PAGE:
Situations Where an Executor of the Estate May Seem to Change the Terms of a Will

An executor cannot change the terms of a Will without the consent of the beneficiaries impacted by the change. However, there are situations where it may appear that an executor of a deceased estate is altering the effect of the will. These include when the executor distributes the estate in accordance with a Deed of Family Arrangement or Deed of Variation, where the executor distributes an estate in accordance with a determination of the court of construction, or where the executor is required to sell assets which are the subject of a specific gift to pay for the estate’s debts.

Legal Actions When an Executor Oversteps Their Role

If an executor commits a breach of their duty, beneficiaries of the estate have legal recourse in relation to executor misconduct, and the executor may be held personally liable for mismanagement of the estate. This might include applying to the Supreme Court of NSW to review whether an executor has committed a breach or whether there are grounds to remove the executor.

Beneficiaries can also seek damages if the executor’s misconduct results in financial losses to the estate. Such legal actions ensure that the estate is administered according to the terms set by the deceased and protects the rights of the beneficiaries.

Need Guidance on Executor Duties or Contesting a Will?

If you’re facing challenges with executor duties, need assistance carrying out the terms of a Will, or would like to contest the Will of a deceased person, you should seek legal advice at the earliest opportunity.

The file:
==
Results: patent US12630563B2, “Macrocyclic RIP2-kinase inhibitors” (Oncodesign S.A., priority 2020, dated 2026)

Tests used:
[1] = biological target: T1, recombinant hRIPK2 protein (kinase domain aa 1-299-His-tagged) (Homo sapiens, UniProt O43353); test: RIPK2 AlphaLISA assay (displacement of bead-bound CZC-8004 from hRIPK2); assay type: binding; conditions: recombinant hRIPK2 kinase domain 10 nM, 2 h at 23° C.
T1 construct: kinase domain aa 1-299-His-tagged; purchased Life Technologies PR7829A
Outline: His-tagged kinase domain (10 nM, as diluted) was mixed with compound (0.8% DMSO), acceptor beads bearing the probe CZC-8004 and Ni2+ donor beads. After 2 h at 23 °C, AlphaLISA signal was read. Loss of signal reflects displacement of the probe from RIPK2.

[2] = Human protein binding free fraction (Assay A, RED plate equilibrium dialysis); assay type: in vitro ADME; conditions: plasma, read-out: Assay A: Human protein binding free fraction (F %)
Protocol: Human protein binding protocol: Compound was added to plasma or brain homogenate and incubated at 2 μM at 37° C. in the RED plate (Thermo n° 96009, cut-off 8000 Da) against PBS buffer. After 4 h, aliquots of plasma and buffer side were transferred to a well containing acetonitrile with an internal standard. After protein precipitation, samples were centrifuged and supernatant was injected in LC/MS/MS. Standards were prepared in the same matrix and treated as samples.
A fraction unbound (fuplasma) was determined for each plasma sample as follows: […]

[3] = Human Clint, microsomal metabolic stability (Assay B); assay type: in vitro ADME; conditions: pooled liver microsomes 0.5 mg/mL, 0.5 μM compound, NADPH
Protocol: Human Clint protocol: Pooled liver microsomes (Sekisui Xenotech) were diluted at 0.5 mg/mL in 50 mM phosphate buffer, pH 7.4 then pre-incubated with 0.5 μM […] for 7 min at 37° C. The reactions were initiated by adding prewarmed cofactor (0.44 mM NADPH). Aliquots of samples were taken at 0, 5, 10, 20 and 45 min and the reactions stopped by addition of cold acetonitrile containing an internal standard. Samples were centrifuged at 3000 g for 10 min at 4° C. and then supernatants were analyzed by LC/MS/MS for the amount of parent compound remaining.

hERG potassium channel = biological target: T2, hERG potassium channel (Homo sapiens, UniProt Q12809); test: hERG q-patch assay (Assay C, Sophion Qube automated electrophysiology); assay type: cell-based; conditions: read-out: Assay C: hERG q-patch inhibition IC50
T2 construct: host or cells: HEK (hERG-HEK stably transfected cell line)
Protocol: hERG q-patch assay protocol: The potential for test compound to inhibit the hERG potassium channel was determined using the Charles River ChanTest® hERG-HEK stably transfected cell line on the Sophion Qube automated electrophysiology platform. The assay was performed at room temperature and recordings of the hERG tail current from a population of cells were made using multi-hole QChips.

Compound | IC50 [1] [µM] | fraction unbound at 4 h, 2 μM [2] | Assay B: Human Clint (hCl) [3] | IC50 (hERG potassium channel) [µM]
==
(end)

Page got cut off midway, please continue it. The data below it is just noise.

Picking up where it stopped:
Empower Wills and Estate Lawyers in NSW are here to assist. Call us at 1300 414 844 for expert legal advice tailored to your situation. We offer flexible fee structures, including “no win, no fee” agreements, to ensure you receive the support you need to navigate these complex issues efficiently.

Liability limited by a scheme approved under Professional Standards Legislation. 

Disclaimer: the information in this article is general information only. It does not constitute legal advice and should not be relied upon as legal advice. It may contain information or links to sources which are no longer current. If you have a question or legal issue, we recommend you contact a lawyer and obtain legal advice that takes into account your specific facts, circumstances, needs and objectives.